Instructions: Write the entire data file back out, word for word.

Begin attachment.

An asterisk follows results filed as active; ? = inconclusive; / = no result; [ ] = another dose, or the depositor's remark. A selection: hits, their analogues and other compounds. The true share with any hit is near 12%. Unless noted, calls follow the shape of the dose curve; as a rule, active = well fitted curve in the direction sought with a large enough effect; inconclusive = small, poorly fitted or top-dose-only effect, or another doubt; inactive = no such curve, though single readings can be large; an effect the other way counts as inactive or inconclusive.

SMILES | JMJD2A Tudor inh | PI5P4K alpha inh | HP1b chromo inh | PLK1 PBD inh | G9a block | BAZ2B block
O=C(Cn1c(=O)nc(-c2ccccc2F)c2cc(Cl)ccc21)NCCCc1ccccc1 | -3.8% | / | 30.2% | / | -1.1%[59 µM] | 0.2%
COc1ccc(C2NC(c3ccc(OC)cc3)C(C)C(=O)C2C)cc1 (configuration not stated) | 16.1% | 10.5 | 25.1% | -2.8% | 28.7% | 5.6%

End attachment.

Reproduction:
An asterisk follows results filed as active; ? = inconclusive; / = no result; [ ] = another dose, or the depositor's remark. A selection: hits, their analogues and other compounds. The true share with any hit is near 12%. Unless noted, calls follow the shape of the dose curve; as a rule, active = well fitted curve in the direction sought with a large enough effect; inconclusive = small, poorly fitted or top-dose-only effect, or another doubt; inactive = no such curve, though single readings can be large; an effect the other way counts as inactive or inconclusive.

SMILES | JMJD2A Tudor inh | PI5P4K alpha inh | HP1b chromo inh | PLK1 PBD inh | G9a block | BAZ2B block
O=C(Cn1c(=O)nc(-c2ccccc2F)c2cc(Cl)ccc21)NCCCc1ccccc1 | -3.8% | / | 30.2% | / | -1.1%[59 µM] | 0.2%
COc1ccc(C2NC(c3ccc(OC)cc3)C(C)C(=O)C2C)cc1 (configuration not stated) | 16.1% | 10.5 | 25.1% | -2.8% | 28.7% | 5.6%